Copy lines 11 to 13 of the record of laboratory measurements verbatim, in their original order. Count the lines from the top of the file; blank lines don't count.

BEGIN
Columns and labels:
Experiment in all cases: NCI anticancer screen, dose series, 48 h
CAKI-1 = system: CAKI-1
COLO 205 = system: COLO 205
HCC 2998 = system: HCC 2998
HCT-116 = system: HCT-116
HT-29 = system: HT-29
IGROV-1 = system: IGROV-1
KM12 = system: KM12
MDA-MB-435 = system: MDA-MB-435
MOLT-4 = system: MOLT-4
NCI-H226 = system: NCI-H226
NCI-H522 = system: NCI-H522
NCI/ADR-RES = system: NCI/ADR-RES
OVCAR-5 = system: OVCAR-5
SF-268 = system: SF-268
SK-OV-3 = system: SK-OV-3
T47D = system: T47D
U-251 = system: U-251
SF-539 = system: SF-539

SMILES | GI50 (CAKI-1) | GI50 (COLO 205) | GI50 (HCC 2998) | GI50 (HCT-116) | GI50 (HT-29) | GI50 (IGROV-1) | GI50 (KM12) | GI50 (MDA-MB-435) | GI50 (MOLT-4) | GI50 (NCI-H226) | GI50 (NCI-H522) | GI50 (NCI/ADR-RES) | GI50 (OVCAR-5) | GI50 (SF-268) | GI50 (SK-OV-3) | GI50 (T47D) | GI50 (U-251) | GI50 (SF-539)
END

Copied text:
MOLT-4 = system: MOLT-4
NCI-H226 = system: NCI-H226
NCI-H522 = system: NCI-H522